CO2 emissions funded by banks and asset managers in the UK are almost twice as high as those rejected by that country, according to a WWF and Greenpeace study on Tuesday that calls on London to demand more effort from the sector.
“The financial sector will play a vital role in determining whether the world will successfully transition to a sustainable, low-carbon economy,” the study said.
“To date, neither the government nor any regulator has taken appropriate action to tackle the problem of global emissions funded by private financial institutions in the UK and ensure that their activities are aligned with ambitions.” Countries, that is, carbon neutrality by 2050, she adds.
“Our results show that the CO2 emissions associated with the financial firms analyzed are 805 million tonnes,” with just over half for banks, the rest for asset managers, according to their published data from 2019, WWF and Greenpeace specify.
This represents “almost 1.8 times the emissions produced within the United Kingdom”, the study explained in detail.
That is more than the emissions of Germany and Canada, the study notes, and slightly less than the emissions of Iran, the eighth country that emits the most CO2.
The study covers 15 banks and ten asset managers present in the UK, but not all UK institutions.
City is the London borough where most of the largest banks established in the UK are headquartered, but the term often refers to the country’s entire financial sector.
The study does not include insurance and therefore says it greatly underestimates the carbon footprint of British finances, which they believe should be considered a high-carbon sector “such as oil, mining, aviation, etc.”
“Instead, some banks and financial institutions voluntarily commit to reducing CO2 emissions, many of which have been shown to have“ green laundry ”and are insufficient, the study continues.
“Planning a transition to carbon neutrality without considering the financial sector is like putting a bandage on a patient who needs open heart surgery,” said Tanya Steele, WWF’s executive director.
She urges the British government to “show the way” as it organizes the next major international environmental meeting in November in Glasgow, COP26, urging “financial institutions to have a plan to achieve carbon neutrality, including their investments”.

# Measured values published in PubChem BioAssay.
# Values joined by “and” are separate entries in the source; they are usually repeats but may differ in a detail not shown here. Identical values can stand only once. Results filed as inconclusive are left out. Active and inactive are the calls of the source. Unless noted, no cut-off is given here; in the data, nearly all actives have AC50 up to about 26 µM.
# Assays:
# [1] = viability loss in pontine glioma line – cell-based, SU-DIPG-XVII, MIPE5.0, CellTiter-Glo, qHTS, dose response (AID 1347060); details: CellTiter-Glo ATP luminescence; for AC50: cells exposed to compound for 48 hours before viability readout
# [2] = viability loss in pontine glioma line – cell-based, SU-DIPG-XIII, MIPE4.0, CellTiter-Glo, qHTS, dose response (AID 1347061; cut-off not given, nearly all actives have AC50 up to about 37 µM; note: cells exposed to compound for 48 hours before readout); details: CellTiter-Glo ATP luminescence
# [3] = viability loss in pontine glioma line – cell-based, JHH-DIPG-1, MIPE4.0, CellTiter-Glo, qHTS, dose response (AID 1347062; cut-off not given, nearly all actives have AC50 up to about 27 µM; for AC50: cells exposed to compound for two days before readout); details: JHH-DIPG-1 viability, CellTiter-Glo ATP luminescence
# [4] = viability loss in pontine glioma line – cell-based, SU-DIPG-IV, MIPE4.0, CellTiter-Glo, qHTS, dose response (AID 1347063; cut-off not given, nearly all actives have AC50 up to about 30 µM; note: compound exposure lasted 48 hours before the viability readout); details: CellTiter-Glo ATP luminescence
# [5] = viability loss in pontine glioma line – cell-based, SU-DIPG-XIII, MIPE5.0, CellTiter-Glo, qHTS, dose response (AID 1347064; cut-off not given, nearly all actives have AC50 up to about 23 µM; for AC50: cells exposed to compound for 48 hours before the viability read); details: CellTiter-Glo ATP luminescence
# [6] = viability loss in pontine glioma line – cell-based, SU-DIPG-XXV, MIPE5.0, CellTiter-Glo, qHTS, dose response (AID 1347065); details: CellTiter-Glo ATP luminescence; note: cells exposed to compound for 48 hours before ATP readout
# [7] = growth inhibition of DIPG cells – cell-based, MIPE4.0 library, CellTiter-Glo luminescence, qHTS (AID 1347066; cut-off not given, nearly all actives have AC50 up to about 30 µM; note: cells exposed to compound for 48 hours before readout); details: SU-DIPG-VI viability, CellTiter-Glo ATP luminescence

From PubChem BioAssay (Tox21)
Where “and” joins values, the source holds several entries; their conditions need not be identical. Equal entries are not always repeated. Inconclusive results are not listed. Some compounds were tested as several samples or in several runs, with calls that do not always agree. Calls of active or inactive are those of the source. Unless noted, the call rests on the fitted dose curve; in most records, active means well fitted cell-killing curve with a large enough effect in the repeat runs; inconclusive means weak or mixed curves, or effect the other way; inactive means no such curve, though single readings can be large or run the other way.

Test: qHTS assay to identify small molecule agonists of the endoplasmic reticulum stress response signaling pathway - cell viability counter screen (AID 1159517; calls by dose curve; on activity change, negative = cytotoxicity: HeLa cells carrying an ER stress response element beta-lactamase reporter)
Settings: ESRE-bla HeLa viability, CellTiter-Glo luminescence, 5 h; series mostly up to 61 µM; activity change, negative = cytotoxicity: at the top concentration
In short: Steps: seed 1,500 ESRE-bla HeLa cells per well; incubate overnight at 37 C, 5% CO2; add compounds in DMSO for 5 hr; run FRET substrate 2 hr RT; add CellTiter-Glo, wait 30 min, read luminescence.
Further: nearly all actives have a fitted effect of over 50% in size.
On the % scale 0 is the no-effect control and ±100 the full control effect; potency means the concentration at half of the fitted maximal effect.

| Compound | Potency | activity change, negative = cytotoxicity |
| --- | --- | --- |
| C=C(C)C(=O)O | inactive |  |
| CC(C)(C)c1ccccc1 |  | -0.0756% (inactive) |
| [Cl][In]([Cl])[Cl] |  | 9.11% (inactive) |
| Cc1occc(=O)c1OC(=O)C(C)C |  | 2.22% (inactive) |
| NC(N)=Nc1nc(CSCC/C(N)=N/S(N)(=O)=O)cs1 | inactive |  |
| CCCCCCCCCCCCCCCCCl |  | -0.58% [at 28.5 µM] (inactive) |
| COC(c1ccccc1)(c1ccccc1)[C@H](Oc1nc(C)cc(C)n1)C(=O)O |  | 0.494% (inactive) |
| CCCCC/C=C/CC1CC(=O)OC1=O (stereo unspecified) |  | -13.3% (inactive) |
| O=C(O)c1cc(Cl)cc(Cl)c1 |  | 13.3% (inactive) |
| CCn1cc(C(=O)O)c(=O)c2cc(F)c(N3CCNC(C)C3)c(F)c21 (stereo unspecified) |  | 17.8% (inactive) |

A spokesman for the UK Financial Industry Association responded to the study, assuring that “lending institutions take their responsibilities to society very seriously and, together with the government and the Bank of England, play a role. The predominant role in the transition to carbon neutral”.
The association recalls that last month the major players in the financial sector showed ambition to achieve carbon neutrality by 2050, forming the Net Zero Banking Alliance, chaired by former Bank of England Governor Mark Carney, who became the UN special envoy to the European Union. climate and one of the organizers of COP26.
An initiative that has been coldly accepted by environmental NGOs and speaks of “diversion”.
The City of London, which is a historic financial district of London, responded by claiming that it “had an advantage in the fight against climate change”, claiming that “London is consistently ranked among the world’s leading centers of green finance”.
A report by another environmental NGO, Reclaim Finance, accused major British banks in early May, despite their announcements in favor of carbon neutrality, of being “at the forefront of financing oil, coal and other hydrocarbons”.
Another study conducted by several NGOs in March indicated an increase in funding approved by large banks to fossil fuel producers between 2016 and 2020.